Summit County, U.S. officials push for creation of wildfire disaster fund
June 9, 2015
In the face of another potentially harsh summer, U.S. officials are putting pressure on Congress to advance a bill that would fund catastrophic wildfires similarly to other natural disasters, such as tornadoes or hurricanes. The "Wildfire Disaster Funding Act," proposed by the Senate this year, would end the practice of "fire borrowing" by allowing the U.S. Forest Service to pull funds from a separately created disaster account, instead of pulling from local budgets to balance the checkbooks.
"We know that we're facing another severe and potentially dangerous wildfire season. There's no question it's exacerbated by climate change," said U.S. Secretary of the Interior Sally Jewell during a press conference on Tuesday. "These are emergencies. They should be treated as such."
While spring precipitation resulting from El Nino has helped reduce fire risks in central states such as Colorado, states further west face a higher chance of wildfires with drier weather patterns this summer.
"We've been very fortunate to have above normal precipitation in the center of the country," said U.S. Forest Service chief Tom Tidwell. "But we'll see conditions deteriorate. We're predicting an above-average fire season."
“Here Congress is pulling money to help pay for fires going elsewhere, when we need money on the ground to help fund defensible space measures. To not fund important public lands, to rob Peter in one area to pay for Paul in another, does not make any sense at all.”Summit County Commissioner Dan Gibbs
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He said that southern Arizona and California currently have the highest wildfire risk, but later Oregon, Washington and northern Idaho are predicted to dry out when summer weather moves in.
"This is a very serious issue for America," he added.
Robbing Peter to pay Paul
Summit County Commissioner Dan Gibbs said last year $480,000 was transferred from forest funds on the district level to fight fires outside of the county.
"Here Congress is pulling money to help pay for fires going elsewhere, when we need money on the ground to help fund defensible space measures," Gibbs said. "To not fund important public lands, to rob Peter in one area to pay for Paul in another, does not make any sense at all."
About 80 percent of Summit County is located on federal land, with the lakes, hiking trails and rivers serving as a driver for tourism. While the county is less dry than the Front Range, it still sees an average of 25 fires per year. In addition, Summit has more homes located in the wildland-urban interface than any other county in Colorado.
While residents approved a property tax in 2008 that would provide additional funding for wildfire mitigation, the county still feels the effects of funds taken to fight fires elsewhere. The money pulled from local budgets makes it more difficult to fund trail maintenance, fire prevention and several other services crucial to Summit's economy.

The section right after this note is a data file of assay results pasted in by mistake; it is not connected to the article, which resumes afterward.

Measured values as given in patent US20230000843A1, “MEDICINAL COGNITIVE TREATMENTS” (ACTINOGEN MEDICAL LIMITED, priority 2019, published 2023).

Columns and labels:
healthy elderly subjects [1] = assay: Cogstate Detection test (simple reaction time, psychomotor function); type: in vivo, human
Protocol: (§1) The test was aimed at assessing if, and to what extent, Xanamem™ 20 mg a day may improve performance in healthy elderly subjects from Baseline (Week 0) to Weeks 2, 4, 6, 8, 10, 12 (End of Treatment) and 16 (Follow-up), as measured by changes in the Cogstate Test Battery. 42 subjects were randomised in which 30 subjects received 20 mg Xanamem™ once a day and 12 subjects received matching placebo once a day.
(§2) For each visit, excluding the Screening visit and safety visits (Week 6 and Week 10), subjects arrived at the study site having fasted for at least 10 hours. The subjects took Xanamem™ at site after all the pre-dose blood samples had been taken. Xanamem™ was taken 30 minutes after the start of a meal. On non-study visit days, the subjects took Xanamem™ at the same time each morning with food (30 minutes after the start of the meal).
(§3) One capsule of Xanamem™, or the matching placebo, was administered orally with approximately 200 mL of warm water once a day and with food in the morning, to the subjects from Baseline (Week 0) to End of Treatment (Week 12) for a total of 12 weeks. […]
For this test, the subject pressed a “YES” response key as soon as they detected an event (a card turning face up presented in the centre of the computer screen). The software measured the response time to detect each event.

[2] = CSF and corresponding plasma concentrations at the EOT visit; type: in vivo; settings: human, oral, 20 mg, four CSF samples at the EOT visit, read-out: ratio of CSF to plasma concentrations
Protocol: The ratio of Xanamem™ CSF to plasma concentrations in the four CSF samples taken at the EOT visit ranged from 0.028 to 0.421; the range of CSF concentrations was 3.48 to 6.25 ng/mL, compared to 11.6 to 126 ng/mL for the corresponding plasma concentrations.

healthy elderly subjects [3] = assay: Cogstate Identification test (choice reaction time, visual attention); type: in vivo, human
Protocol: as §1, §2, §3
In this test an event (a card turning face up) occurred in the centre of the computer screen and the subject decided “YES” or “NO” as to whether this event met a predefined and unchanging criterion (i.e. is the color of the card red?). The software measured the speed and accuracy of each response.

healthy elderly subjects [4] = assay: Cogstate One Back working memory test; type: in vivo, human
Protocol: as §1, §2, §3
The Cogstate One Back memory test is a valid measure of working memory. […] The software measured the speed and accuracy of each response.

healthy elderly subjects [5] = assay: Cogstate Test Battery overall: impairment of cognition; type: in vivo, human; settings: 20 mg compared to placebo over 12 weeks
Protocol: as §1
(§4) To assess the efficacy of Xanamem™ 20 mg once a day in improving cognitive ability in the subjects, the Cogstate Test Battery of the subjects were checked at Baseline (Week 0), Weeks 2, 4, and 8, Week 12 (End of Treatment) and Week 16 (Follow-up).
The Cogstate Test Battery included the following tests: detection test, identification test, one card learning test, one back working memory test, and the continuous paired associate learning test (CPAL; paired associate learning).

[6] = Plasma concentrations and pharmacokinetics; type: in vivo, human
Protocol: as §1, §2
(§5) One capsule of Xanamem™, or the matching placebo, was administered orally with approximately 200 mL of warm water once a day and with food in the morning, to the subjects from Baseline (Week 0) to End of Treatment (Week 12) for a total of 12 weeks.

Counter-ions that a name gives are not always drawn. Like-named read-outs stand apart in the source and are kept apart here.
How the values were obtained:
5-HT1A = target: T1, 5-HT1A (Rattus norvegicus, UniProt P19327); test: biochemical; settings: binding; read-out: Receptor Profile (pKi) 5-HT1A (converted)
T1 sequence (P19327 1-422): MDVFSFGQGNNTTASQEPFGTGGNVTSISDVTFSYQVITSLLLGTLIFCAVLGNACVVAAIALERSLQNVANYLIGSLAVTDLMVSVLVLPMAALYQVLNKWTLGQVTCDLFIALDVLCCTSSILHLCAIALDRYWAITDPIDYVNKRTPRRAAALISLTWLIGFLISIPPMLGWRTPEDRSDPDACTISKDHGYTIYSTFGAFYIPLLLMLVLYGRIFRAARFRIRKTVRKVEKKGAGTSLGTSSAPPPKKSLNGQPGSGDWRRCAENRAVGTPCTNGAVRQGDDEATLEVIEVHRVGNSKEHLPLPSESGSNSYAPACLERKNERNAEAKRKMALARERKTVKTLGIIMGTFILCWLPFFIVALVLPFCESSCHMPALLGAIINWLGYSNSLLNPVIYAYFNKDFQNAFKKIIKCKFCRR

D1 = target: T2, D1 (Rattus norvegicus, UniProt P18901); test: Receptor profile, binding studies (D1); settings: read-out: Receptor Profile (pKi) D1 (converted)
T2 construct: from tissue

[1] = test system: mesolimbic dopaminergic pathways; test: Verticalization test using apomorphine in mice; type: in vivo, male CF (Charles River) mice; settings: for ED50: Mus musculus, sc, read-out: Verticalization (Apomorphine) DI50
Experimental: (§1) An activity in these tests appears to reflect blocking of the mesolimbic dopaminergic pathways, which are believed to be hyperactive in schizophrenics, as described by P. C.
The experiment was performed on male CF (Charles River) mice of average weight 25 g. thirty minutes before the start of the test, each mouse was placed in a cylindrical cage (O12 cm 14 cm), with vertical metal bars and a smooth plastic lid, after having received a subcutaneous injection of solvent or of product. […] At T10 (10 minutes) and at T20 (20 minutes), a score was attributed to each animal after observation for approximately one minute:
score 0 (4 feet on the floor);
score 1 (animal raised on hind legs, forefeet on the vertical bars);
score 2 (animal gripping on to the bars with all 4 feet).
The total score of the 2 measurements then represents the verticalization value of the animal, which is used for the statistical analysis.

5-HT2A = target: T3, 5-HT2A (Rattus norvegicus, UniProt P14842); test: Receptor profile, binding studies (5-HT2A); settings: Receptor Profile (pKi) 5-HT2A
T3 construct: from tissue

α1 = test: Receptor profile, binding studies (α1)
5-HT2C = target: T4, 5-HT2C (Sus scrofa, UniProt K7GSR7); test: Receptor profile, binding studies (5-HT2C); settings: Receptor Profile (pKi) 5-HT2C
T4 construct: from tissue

"We're just waiting for Congress to step up to make this happen," Gibbs said. "The proposal isn't necessarily increasing funding to fight fires but looking at tools to fight fires more responsibly. … This would be like insurance, where if you go beyond budget, there are reserves that would be available."
The bill, which has bipartisan support in the Senate, has not seen any movement in the House since it was proposed in January.
"We can't sustain this ever-increasing percentage of our budget going to fire-suppression," U.S. Department of Agriculture Secretary Tom Vilsack said, adding that 1 percent of the most devastating fires account for 30 percent of suppression costs. He estimated that the cost of this year's fire season will fall between $810 million and $1.62 billion.
"We will likely have to borrow money from restoration and resiliency funds, which are exactly the funds used to prevent these types of fires," he said.
The U.S. Forest Service reports that fire suppression costs have exceeded budgets in all but five years since 2000. Jewell added that the U.S. Department of Interior had exceeded its fire suppression budget in nearly half of the previous 14 years.
"We're still going to fund 98 to 99 percent of fires out of our appropriated budget," Tidwell said, adding that the criteria for disaster funding would be very specific in determining how much money could come out of the account once Department of Interior and Department of Agriculture resources are depleted.
For the most destructive fires, the cost can exceed $1 million per day, Gibbs said. Colorado's Hayman fire, for example, lasted six weeks, costing more than $42 million just to suppress the flames, according to the Western Forestry Leadership Coalition.
Current prevention efforts
While officials await action in Congress, several steps have been taken to advance wildfire mitigation. Jewell said the Department of Interior will start training more than 400 veterans with Team Rubicon for their Wildland Firefighter Type II certification in Denver this month to help bolster the department's staff.
She added that the department also passed a partnership last month to fight rangeland wildfires that would help train rural firefighters and local volunteers to respond more effectively to these types of fires.
"Managing wildland fires requires a high level of coordination," Jewell said. "Wildfires know no boundaries."
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